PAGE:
In Dreams Awake

Our truest life is when we are in dreams awake.

(Henry David Thoreau)

Thursday, 1 March 2018

You'd Have to be Hemingway

 Hi all.

 Yesterday I got involved (unwisely) in a Facebook thread about how quickly indie writers produce books. The fastest publish one every five or six weeks, meaning some ten a year. It reminds me a bit of NaNoWriMo, when some people reach the 50,000 words target on the first day. In honesty, I don't think anyone can write that fast and keep the quality. I could do 50,000 words a day, but most of it would be bleh bleh bleh, complete rubbish.

 So what about 20,000 words per day (wpd)? Not really possible either, to my mind. And down we go, until we reach a point where we start to think it can be done. Now, I realise that the world is full of wonders, and everyone writes in their own way, but still... 20,000 wpd? No. No, I don't think so, not with any quality.

 I said this in the FB thread, and promptly got shot to bits by lots of irate authors. Told you I was unwise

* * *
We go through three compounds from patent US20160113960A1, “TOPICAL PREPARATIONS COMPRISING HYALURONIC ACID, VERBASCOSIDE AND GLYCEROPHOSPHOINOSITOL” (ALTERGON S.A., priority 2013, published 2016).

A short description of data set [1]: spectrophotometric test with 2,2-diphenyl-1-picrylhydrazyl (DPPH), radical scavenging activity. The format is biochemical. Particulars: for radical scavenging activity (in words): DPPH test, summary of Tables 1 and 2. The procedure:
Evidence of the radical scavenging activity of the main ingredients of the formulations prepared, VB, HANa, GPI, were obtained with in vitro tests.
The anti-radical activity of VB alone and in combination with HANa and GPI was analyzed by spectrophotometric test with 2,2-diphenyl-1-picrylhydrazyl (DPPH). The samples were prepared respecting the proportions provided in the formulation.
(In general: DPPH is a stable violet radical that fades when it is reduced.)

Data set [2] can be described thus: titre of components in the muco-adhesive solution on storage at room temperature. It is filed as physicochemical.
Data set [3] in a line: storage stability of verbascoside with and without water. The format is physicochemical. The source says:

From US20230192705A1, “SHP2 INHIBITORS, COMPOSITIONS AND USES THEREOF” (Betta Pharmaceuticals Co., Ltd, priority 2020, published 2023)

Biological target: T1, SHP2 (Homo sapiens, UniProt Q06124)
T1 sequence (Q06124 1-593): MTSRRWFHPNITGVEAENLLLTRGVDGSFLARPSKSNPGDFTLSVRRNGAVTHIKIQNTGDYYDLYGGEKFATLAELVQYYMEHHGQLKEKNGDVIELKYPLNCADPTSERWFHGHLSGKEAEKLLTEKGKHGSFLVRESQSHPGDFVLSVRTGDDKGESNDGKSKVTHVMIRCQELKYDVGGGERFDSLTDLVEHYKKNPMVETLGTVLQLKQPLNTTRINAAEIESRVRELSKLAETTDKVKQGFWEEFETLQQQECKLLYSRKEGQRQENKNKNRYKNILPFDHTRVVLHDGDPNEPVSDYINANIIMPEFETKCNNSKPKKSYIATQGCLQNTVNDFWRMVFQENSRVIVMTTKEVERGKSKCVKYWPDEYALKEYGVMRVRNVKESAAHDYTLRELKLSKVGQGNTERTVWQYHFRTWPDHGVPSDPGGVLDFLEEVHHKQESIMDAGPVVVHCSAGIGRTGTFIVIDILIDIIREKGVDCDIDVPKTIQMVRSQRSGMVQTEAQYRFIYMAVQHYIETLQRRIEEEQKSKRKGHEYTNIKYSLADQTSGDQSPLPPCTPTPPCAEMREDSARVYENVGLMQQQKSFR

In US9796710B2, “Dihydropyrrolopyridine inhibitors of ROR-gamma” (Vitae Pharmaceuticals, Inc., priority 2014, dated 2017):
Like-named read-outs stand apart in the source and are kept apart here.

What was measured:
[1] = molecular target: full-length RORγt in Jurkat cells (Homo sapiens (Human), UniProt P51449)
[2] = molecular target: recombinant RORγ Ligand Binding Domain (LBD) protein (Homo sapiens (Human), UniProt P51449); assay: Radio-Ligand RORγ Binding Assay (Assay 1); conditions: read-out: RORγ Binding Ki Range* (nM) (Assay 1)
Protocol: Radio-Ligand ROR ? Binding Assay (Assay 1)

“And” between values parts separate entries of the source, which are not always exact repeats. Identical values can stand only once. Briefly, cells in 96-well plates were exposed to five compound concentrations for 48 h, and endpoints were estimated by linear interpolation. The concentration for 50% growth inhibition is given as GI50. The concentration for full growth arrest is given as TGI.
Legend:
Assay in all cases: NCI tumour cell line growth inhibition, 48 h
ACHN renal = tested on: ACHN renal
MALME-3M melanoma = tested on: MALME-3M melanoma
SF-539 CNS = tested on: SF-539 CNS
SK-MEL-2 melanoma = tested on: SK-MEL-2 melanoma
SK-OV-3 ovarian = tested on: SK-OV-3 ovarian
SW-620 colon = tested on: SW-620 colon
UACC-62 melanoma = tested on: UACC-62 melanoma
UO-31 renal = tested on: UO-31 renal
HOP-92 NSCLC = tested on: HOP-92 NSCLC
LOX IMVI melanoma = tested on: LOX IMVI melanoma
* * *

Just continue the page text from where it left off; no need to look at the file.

But the thing is, I've never heard of a traditionally published author who writes ten publication-ready novels in a year. Never. OK, publishers don't want more than two a year anyway, and the process takes time as well, but even so it's a hell of a leap from two to ten. Are we really saying that just by being indie, authors can suddenly write five times faster than anyone else, and still keep their quality?

 I don't think we are. I suspect what usually happens is that authors dash off a book as fast as their fingers can go, publish it, then move on. Very little editing or rewrites, not much concern for standards. Just bang the book out and follow it with a few adverts, then start the next novel. So lots of words, but poor quality. I've read some of this stuff. It's not great.

 Of course, the key word is "usually". I'm sure there are one or two authors who can pull this off - ten books a year and still quality. But you'd have to be Hemingway or Stephen King to do it. If these authors can, then kudos to them. For myself, I know I'm no Hemingway, and I'll stick to the old-fashioned way. Write, revise, revise, edit, edit, and then (for the first time) ask myself if the work is finished. Or does it need another edit?

 Boring, eh? Too true. But it needs to be done.

 Pip pip.